Dynamic Memory Allocation in C

While doing programming we may go over a circumstance when the quantity of information things continues

changing during the program execution. For instance, we have made a program that stores the subtleties for

representatives in an organization. The rundown of workers continues changing as new representatives

join or old workers leave the organization. At the point when this rundown builds we need more memory to store

the data of new workers. Essentially when some worker leaves we have to free the memory with the goal that it tends to be

used to store some other data. Such a condition can be overseen successfully with the assistance of the idea of dynamic memory assignment.

Dynamic Memory Allocation in C

The procedure of distribution of memory at the run time is known as unique memory portion.

In C it is finished utilizing four memory the executive’s functions that are given beneath. In this instructional exercise,

we will examine them individually in detail.





Note: The header record utilized for these four functions is stdlib.h.

In beneath picture you can see that there is a free space between nearby

factors and worldwide factors district. This free space is known as stack and it is utilized for dynamic memory portion.

Dynamic Memory Allocation in C

malloc() in C

A square of memory can be designated utilizing malloc() function. Each dispensed byte contains trash esteem. Check its syntax underneath.


pointer_name = (caste_type *) malloc(size_in_bytes);


p = (int *) malloc (100 * sizeof (int) );

Above articulation will distribute a memory space of multiple times the size of int information type.

It implies on the off chance that whole number takes 2 bytes, at that point 200 bytes will be assigned.

Here sizeof() is an administrator that will give the size of int information type. The malloc() function will restore the location of the

first byte of memory allotted and this location will be put away in pointer p.

Let’s take one more example.

p = (burn *) malloc(10);

This will assign 10 bytes of memory which can store just character type esteems.

malloc() distributes square of adjoining bytes. In the event that it can’t locate the predefined size

space in the pile then it will return NULL. It is great to check the pointer variable to guarantee that the memory designation was effective.

calloc() in C

It is utilized for designating various squares of memory of the same size. Every byte is naturally set to zero.

This function is typically used to designate memory for inferred information types like exhibits and structures.


pointer_name = (cast_type *) calloc(n, size_in-bytes);


. . . . .
struct student
 char name[20];
 int roll_no;
p = (struct student*) calloc(5, sizeof(struct student) );
. . . . .

This will apportion 5 squares of memory of the same size that can store five records of structure under study.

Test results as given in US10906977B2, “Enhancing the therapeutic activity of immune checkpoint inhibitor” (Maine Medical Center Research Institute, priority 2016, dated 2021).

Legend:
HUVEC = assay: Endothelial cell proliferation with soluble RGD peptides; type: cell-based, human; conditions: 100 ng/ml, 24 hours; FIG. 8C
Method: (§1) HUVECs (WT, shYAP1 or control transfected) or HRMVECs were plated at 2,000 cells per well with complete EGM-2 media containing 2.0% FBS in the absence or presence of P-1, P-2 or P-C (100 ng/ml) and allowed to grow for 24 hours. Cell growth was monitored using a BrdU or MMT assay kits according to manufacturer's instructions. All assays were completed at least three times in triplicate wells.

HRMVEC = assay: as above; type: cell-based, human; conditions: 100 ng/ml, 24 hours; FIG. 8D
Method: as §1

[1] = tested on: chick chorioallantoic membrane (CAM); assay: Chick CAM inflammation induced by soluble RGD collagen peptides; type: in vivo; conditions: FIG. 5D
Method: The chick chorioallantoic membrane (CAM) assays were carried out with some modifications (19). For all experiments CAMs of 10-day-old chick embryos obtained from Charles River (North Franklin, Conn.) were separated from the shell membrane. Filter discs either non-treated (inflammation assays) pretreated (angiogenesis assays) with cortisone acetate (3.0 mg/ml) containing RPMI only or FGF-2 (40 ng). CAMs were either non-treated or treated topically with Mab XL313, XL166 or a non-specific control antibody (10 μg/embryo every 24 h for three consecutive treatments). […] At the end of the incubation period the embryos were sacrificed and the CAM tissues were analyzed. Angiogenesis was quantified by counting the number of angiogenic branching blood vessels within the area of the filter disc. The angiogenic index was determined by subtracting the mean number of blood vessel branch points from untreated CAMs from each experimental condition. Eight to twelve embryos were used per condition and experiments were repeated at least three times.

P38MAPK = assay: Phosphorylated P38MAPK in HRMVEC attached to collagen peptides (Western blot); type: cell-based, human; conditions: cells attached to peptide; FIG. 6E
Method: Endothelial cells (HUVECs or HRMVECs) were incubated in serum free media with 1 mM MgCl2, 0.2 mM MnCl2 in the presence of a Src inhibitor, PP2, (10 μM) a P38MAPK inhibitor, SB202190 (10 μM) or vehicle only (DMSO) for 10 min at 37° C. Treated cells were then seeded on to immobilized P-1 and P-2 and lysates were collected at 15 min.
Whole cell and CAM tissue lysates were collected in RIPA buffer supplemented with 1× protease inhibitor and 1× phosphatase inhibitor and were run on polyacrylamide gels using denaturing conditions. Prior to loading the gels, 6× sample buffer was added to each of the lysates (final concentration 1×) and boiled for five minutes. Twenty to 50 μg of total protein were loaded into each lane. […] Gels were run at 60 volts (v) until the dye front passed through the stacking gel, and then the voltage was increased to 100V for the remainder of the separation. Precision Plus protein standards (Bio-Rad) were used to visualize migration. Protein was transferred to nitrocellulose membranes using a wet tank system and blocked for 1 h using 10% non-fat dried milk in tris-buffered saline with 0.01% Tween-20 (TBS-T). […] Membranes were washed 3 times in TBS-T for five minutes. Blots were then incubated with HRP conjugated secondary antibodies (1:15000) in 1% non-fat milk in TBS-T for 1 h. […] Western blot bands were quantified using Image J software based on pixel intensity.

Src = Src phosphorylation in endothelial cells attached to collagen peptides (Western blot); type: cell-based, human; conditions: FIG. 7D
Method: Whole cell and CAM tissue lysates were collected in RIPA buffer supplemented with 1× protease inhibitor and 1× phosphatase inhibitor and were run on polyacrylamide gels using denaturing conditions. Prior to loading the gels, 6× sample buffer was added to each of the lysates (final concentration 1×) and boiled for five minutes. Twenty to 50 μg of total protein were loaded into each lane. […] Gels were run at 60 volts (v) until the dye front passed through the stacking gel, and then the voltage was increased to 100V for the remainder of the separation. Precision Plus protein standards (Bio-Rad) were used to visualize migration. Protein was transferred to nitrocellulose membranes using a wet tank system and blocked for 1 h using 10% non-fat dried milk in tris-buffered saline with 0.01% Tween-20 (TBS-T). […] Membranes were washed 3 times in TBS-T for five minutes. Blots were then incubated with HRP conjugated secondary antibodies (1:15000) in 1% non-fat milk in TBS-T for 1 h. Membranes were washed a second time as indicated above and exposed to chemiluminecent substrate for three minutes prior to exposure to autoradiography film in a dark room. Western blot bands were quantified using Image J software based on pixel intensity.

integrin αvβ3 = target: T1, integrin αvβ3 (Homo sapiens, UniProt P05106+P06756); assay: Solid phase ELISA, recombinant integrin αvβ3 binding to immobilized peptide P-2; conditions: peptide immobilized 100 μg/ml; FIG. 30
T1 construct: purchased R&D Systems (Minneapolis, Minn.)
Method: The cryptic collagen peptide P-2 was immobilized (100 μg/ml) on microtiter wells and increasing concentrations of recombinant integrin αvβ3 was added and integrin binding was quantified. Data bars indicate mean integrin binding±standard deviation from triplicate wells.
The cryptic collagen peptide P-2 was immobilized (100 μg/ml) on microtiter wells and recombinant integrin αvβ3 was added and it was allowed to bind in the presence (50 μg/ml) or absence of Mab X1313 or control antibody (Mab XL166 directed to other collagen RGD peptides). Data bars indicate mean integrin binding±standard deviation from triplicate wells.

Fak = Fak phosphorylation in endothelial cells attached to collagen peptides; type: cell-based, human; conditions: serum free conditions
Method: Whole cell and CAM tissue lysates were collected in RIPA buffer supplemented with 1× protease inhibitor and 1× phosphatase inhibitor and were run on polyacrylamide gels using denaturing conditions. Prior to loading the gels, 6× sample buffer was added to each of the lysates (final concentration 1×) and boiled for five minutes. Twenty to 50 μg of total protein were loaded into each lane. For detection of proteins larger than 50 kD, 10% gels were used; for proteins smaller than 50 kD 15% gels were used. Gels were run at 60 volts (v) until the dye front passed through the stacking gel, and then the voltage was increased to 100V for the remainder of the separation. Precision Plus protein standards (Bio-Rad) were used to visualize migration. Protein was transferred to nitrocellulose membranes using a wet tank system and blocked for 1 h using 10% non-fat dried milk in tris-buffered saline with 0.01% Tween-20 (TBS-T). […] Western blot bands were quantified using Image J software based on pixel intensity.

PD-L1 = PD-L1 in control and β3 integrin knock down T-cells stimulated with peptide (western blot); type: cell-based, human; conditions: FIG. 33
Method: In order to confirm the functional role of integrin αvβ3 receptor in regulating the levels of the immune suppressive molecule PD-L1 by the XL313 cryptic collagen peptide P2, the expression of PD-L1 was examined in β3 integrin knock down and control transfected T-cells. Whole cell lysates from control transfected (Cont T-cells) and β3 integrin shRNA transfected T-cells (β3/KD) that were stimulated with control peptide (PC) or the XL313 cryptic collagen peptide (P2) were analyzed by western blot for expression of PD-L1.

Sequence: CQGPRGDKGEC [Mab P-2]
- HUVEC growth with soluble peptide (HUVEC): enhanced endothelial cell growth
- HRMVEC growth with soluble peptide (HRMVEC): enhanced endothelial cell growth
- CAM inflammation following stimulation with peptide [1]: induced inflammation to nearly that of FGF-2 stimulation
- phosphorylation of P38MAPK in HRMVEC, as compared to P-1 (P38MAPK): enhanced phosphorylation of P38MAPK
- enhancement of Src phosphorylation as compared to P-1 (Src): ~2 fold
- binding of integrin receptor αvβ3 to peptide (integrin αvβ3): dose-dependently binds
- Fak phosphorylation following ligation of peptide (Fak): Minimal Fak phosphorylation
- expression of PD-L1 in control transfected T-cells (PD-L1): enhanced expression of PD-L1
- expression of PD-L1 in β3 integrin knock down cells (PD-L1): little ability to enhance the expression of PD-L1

On the off chance that calloc() can’t locate the predetermined memory space then it will return NULL.

free() in C

At the point when we dispense memory powerfully then it’s

our duty to free the memory when it is never again being used, with the goal that it very well may be utilized to

store some other data. In C it very well may be finished utilizing the free() function.





Here p is the pointer variable that contains the location of the first byte of the memory square assigned by either malloc() or calloc() function.

realloc() in C

To change the size of the memory allotted powerfully we use realloc() function.

We may confront a condition that the recently designated memory isn’t adequate to store the information and

more space is required. Or on the other hand, we have assigned a memory space bigger than our need.

In these cases, we can without much of a stretch adjust the size of distributed memory utilizing realloc().


pointer_name = realloc(pointer_name, new_size);


p = malloc(10);

p = realloc(p,20);

realloc() assigns new memory square and duplicate the information present in past designated

square to new square. The recently assigned memory square is naturally liberated. It likewise return NULL

if can’t locate the predefined memory space in load.

Let’s make one program to comprehend the utilization of all these memories the board functions in C.

void main()
 int *p,i;
 //checking the memory allocation was successful
  printf("nInsufficient memory");
 printf("Enter three numbers:");
  printf("%d ",*(p+i));
 //altering the memory
 //checking the memory allocation was successful
  printf("nInsufficient memory");
 printf("nnEnter two more numbers:");
  printf("%d ",*(p+i));
 //free the memory


enter three numbers:3 5 6 
Inter two more numbers:8 9 
 3 5 6 8 9 
Press any key to continue . . . _ 


In the above program, I am the first dispensing memory space to store three whole number qualities utilizing malloc() function. You can obviously observe that I am checking the pointer p before utilizing to guarantee that the memory distribution was fruitful.

After that, I have taken three whole number qualities and afterwards, put away them in memory and showed them.

Presently I am adjusting the size of memory that I have recently assigned. I am changing the memory size utilizing realloc() function with the goal that I can store two more whole number qualities.

Subsequent to perusing two additional qualities I am showing every one of the qualities once more. You can find in the yield, the three qualities that I put away before stay unaltered.

Finally, I have liberated the memory utilizing the free() function.

So this is about powerful memory assignment in C. In the event that you discover anything absent or inaccurate in above instructional exercise, at that point please educate me. Don’t hesitate to inquire as to whether you have any questions with respect to above instructional exercise.

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